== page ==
In his first public speech, Richard Ali, the new chief executive of the British Association for Shooting and Conservation (BASC), made a call for shooting groups to work closely to challenge ignorance about shooting sports.
At the annual general meeting of the National Gamekeepers’ Organisation (NGO), held last week at JCB’s headquarters in Staffordshire, Mr Ali told an audience of more than 300 that there should be greater co-operation between like-minded bodies.
“It should be self-evident that united we stand, divided we fall,” he said, adding that his door will always be open to the NGO.
Geoff Garrod, NGO vice chairman, responded warmly, saying: “We look forward to working with you and attacking the enemy as one.”
Mr Ali also spoke about the threat to lead shot, making BASC’s stance on the matter clear.
He said: “No evidence, no change,” adding that the shooting community must demand evidence-based decision-making from our regulators.
But he added: “If we expect regulators to be evidence-based, then we ourselves also have a duty to be driven by evidence and have the highest standards. Indeed, membership bodies like BASC and the NGO are uniquely placed to provide the Government with evidence and promote high standards.”
Mr Ali issued a warning to those who do not comply with current nontoxic legislation: “It’s not clever, it’s not big and their actions could end up costing everyone in this room and far beyond very dear indeed.”
Mr Ali praised the work of gamekeepers, saying: “Take shooting’s positive impacts on biodiversity, conservation and landscape… and here I am going to ask you to think about your own place of work — the woods, the hedges, the fields, the streams, the rivers that you see each and every day. We in this room all know that managing land for game, waterfowl, deer and wildlife mean that the shooting community is one of the largest forces for good in protecting the habitat and the wildlife it supports,” adding that shooters spend £250million and 2.7million days annually on conservation work.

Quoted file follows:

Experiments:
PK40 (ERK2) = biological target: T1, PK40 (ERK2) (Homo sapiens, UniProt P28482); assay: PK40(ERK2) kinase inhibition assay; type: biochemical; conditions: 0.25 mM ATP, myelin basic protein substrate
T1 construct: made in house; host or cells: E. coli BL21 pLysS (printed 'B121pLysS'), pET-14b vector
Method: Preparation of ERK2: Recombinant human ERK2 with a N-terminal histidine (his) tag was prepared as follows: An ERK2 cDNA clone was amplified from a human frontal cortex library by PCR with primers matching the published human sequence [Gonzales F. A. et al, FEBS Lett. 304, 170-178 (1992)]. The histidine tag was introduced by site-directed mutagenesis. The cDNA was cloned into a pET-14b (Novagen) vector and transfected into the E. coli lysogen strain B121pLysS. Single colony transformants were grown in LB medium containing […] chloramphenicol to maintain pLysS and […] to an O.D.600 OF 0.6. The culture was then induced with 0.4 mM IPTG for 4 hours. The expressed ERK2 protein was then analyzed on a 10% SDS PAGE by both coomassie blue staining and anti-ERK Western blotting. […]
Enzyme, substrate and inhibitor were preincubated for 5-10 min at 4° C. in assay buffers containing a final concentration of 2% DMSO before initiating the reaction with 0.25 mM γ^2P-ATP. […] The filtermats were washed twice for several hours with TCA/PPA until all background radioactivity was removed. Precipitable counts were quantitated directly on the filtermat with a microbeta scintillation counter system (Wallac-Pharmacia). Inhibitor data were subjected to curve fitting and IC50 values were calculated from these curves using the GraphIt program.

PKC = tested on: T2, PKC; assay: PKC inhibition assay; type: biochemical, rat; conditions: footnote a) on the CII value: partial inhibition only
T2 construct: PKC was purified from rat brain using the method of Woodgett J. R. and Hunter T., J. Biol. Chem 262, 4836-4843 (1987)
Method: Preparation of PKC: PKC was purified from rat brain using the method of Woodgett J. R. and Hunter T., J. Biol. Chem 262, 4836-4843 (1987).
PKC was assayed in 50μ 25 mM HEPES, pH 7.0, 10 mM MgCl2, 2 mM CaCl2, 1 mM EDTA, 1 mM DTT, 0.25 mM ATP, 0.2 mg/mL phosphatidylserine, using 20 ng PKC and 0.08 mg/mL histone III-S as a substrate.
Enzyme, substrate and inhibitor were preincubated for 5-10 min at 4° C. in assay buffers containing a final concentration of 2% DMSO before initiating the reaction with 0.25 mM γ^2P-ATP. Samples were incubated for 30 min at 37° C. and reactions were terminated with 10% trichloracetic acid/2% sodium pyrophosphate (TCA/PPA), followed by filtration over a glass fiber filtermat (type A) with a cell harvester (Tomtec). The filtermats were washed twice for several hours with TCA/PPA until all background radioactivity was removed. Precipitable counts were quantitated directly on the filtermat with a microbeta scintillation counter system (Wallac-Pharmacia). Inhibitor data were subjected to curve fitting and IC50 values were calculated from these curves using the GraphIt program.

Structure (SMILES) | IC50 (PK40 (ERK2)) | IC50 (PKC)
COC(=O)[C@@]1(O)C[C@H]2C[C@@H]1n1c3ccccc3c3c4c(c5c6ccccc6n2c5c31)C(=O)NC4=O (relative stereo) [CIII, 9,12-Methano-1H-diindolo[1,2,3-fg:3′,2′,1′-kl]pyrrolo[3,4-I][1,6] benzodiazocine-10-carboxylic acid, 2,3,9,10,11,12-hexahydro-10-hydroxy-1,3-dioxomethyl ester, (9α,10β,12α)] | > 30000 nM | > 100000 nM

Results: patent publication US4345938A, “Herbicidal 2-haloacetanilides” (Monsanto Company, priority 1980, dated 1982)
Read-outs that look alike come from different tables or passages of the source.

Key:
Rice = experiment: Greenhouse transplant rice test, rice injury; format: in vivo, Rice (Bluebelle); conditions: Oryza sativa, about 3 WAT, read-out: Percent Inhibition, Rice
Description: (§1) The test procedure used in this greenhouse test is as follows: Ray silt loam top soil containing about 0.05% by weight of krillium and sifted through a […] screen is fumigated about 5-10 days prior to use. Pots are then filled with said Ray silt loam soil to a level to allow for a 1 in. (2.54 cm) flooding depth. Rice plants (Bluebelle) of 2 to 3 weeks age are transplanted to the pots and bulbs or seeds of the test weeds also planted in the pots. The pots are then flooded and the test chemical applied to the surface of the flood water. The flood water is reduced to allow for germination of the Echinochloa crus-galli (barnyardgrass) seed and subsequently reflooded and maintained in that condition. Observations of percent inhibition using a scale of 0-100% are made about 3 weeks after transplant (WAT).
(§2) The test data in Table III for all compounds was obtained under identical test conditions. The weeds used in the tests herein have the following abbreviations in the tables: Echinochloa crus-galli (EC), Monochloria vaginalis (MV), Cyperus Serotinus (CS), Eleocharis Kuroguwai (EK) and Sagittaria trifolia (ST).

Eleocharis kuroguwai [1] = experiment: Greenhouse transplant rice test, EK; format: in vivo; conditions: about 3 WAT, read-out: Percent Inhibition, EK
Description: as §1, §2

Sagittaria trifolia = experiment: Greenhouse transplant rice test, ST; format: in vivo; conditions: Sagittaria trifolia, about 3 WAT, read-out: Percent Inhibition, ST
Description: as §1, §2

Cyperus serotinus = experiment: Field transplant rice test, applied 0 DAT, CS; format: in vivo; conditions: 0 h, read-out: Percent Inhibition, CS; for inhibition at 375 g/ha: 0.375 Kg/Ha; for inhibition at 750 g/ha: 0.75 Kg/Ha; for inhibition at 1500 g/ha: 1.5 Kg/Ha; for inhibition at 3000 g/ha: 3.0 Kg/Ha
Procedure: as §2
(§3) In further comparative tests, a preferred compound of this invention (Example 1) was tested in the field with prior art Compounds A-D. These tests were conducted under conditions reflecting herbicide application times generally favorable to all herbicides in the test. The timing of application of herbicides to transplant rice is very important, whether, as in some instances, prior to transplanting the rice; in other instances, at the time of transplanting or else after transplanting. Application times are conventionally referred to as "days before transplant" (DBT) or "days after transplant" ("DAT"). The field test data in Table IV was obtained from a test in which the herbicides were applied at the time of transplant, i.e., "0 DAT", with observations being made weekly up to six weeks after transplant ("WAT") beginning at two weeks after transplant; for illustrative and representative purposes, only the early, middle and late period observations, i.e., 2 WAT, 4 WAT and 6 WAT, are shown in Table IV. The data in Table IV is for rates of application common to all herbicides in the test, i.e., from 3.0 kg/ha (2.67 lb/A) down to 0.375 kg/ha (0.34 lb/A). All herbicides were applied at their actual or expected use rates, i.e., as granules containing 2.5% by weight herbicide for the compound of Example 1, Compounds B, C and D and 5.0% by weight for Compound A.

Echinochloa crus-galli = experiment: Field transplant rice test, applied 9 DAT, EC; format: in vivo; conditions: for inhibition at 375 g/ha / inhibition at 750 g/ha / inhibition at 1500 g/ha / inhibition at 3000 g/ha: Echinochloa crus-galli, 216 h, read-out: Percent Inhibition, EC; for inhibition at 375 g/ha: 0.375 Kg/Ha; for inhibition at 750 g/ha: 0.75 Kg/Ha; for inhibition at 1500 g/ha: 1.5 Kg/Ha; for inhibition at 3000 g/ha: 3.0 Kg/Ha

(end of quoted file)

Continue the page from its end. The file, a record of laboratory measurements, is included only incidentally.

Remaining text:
At the AGM, Miriam Bentley, a trustee of the NGO’s Educational Trust, reported that, thanks to school days and events, the message that gamekeeping was a force for good had reached 20,000 children last year.
Mrs Bentley outlined the trust’s plan to establish a focus group of teachers and an “Adopt a School” project, which will see estates partnered with schools.
Other speakers included the NGO political consultant Charles Nodder, who spoke about the Government’s U-turn on research into buzzard predation.
He explained that applications are currently in for control of the birds, and that the NGO is waiting to hear whether any licences would be granted.
Mr Nodder also spoke about the NGO’s work in ensuring that the Government adopted a “best-practice” approach to snaring, rather than a change in the law.